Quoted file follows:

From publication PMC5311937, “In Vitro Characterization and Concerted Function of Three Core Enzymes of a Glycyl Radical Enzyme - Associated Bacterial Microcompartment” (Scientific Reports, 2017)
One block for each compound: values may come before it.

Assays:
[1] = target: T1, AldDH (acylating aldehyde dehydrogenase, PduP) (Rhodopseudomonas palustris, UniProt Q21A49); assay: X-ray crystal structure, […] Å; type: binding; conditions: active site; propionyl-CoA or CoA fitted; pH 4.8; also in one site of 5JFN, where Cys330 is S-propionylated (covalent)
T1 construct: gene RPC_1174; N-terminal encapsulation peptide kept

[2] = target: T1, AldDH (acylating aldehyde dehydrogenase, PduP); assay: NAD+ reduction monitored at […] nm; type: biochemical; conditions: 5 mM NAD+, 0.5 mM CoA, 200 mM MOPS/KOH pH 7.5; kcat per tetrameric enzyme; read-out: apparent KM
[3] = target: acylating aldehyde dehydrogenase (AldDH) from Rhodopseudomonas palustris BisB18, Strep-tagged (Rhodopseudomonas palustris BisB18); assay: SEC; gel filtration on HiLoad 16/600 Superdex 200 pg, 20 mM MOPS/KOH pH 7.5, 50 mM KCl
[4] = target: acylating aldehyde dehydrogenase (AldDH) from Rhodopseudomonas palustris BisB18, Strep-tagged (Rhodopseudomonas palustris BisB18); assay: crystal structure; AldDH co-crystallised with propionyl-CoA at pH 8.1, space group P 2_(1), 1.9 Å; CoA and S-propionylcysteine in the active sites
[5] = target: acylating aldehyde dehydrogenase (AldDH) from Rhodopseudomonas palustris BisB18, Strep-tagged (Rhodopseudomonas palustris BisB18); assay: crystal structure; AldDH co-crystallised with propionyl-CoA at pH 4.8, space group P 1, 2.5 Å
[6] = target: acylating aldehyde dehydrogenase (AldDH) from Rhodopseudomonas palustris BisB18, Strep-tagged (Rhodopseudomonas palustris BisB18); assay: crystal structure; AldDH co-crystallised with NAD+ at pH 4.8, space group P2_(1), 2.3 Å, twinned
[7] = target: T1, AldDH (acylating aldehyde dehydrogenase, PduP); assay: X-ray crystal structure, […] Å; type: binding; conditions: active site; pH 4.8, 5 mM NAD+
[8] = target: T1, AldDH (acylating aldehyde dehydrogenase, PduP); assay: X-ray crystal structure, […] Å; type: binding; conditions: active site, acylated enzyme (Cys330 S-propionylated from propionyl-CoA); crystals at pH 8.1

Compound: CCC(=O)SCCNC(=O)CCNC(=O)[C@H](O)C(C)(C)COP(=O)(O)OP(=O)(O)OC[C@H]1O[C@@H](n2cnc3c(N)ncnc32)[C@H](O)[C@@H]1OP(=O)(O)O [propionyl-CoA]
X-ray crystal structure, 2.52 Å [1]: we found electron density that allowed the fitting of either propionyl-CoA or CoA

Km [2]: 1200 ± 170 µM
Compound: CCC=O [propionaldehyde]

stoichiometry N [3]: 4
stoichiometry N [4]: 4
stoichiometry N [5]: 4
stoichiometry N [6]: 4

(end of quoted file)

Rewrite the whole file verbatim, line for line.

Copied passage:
From publication PMC5311937, “In Vitro Characterization and Concerted Function of Three Core Enzymes of a Glycyl Radical Enzyme - Associated Bacterial Microcompartment” (Scientific Reports, 2017)
One block for each compound: values may come before it.

Assays:
[1] = target: T1, AldDH (acylating aldehyde dehydrogenase, PduP) (Rhodopseudomonas palustris, UniProt Q21A49); assay: X-ray crystal structure, […] Å; type: binding; conditions: active site; propionyl-CoA or CoA fitted; pH 4.8; also in one site of 5JFN, where Cys330 is S-propionylated (covalent)
T1 construct: gene RPC_1174; N-terminal encapsulation peptide kept

[2] = target: T1, AldDH (acylating aldehyde dehydrogenase, PduP); assay: NAD+ reduction monitored at […] nm; type: biochemical; conditions: 5 mM NAD+, 0.5 mM CoA, 200 mM MOPS/KOH pH 7.5; kcat per tetrameric enzyme; read-out: apparent KM
[3] = target: acylating aldehyde dehydrogenase (AldDH) from Rhodopseudomonas palustris BisB18, Strep-tagged (Rhodopseudomonas palustris BisB18); assay: SEC; gel filtration on HiLoad 16/600 Superdex 200 pg, 20 mM MOPS/KOH pH 7.5, 50 mM KCl
[4] = target: acylating aldehyde dehydrogenase (AldDH) from Rhodopseudomonas palustris BisB18, Strep-tagged (Rhodopseudomonas palustris BisB18); assay: crystal structure; AldDH co-crystallised with propionyl-CoA at pH 8.1, space group P 2_(1), 1.9 Å; CoA and S-propionylcysteine in the active sites
[5] = target: acylating aldehyde dehydrogenase (AldDH) from Rhodopseudomonas palustris BisB18, Strep-tagged (Rhodopseudomonas palustris BisB18); assay: crystal structure; AldDH co-crystallised with propionyl-CoA at pH 4.8, space group P 1, 2.5 Å
[6] = target: acylating aldehyde dehydrogenase (AldDH) from Rhodopseudomonas palustris BisB18, Strep-tagged (Rhodopseudomonas palustris BisB18); assay: crystal structure; AldDH co-crystallised with NAD+ at pH 4.8, space group P2_(1), 2.3 Å, twinned
[7] = target: T1, AldDH (acylating aldehyde dehydrogenase, PduP); assay: X-ray crystal structure, […] Å; type: binding; conditions: active site; pH 4.8, 5 mM NAD+
[8] = target: T1, AldDH (acylating aldehyde dehydrogenase, PduP); assay: X-ray crystal structure, […] Å; type: binding; conditions: active site, acylated enzyme (Cys330 S-propionylated from propionyl-CoA); crystals at pH 8.1

Compound: CCC(=O)SCCNC(=O)CCNC(=O)[C@H](O)C(C)(C)COP(=O)(O)OP(=O)(O)OC[C@H]1O[C@@H](n2cnc3c(N)ncnc32)[C@H](O)[C@@H]1OP(=O)(O)O [propionyl-CoA]
X-ray crystal structure, 2.52 Å [1]: we found electron density that allowed the fitting of either propionyl-CoA or CoA

Km [2]: 1200 ± 170 µM
Compound: CCC=O [propionaldehyde]

stoichiometry N [3]: 4
stoichiometry N [4]: 4
stoichiometry N [5]: 4
stoichiometry N [6]: 4